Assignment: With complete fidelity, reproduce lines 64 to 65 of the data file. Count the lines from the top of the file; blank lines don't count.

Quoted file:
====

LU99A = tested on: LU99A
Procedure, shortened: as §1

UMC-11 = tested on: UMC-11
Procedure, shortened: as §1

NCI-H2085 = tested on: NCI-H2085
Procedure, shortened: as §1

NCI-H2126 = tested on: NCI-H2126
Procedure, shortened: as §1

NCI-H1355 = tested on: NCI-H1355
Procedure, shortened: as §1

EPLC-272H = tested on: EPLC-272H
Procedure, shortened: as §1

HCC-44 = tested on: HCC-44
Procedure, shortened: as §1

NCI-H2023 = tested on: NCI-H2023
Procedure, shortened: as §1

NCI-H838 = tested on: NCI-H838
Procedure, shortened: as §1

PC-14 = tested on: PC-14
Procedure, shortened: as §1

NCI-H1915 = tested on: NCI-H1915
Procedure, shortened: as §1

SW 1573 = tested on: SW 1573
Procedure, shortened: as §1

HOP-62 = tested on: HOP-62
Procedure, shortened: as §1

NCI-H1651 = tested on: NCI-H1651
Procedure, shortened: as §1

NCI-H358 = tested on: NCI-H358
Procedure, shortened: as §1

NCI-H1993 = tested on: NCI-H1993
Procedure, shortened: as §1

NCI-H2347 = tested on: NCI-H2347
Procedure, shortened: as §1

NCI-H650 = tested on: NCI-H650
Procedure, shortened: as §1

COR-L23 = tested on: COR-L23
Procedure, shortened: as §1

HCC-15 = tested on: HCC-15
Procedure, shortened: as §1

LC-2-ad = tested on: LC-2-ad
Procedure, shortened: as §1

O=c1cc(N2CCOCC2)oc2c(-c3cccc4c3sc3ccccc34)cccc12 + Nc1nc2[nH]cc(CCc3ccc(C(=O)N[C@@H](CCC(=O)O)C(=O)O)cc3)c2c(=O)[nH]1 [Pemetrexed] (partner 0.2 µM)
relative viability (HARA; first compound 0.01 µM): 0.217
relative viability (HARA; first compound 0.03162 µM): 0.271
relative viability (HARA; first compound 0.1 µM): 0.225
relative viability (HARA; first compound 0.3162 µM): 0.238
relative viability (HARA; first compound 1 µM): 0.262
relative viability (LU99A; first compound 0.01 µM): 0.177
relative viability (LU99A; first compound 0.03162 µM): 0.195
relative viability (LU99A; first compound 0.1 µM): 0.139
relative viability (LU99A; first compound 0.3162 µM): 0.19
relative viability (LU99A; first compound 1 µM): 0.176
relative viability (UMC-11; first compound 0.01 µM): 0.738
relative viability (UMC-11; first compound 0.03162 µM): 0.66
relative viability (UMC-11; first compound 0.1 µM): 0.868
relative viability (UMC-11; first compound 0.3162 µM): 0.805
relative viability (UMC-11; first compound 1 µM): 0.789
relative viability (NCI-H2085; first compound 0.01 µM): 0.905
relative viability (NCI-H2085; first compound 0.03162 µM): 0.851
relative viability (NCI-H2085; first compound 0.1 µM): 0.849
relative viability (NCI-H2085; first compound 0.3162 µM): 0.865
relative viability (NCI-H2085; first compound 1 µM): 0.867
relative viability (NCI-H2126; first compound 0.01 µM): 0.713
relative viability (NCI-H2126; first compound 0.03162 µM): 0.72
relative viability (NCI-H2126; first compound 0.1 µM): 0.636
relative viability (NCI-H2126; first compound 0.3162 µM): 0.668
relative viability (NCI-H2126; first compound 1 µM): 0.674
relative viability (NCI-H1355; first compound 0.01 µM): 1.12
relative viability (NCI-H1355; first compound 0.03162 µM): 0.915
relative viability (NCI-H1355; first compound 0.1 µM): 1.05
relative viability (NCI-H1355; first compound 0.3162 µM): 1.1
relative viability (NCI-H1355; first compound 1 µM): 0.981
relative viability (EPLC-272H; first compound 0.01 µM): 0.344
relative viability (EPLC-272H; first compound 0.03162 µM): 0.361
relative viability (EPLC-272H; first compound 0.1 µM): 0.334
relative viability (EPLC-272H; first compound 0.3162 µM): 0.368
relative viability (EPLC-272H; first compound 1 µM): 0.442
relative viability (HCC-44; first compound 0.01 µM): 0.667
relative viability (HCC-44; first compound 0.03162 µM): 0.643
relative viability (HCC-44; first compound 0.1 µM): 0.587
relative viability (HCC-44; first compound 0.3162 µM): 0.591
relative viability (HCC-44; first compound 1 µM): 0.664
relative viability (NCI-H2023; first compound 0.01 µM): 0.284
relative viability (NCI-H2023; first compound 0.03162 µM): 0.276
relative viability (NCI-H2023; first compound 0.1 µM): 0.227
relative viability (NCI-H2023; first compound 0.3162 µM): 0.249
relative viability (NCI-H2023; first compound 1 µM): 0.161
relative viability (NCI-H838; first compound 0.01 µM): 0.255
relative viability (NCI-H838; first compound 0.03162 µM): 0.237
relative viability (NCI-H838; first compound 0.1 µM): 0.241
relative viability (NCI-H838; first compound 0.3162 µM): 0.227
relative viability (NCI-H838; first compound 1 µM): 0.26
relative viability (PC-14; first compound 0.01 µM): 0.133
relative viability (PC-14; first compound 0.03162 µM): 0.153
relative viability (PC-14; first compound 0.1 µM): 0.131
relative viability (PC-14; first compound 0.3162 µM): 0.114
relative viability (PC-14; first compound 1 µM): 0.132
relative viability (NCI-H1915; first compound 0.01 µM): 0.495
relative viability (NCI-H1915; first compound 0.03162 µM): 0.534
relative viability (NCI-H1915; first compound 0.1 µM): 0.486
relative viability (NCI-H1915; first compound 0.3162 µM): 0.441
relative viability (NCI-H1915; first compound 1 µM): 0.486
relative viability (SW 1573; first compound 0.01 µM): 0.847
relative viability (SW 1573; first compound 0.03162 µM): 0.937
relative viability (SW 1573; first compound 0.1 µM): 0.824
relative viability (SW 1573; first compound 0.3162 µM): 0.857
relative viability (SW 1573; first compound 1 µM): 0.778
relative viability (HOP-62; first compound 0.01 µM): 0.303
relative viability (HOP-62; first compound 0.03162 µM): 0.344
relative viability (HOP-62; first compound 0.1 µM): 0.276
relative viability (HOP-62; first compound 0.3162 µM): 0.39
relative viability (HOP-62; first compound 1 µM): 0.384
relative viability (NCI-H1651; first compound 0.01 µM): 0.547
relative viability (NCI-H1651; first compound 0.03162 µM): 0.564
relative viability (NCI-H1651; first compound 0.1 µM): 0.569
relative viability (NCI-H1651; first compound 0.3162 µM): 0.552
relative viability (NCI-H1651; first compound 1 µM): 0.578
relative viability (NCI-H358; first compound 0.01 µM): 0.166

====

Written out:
relative viability (NCI-H2126; first compound 0.01 µM): 0.713
relative viability (NCI-H2126; first compound 0.03162 µM): 0.72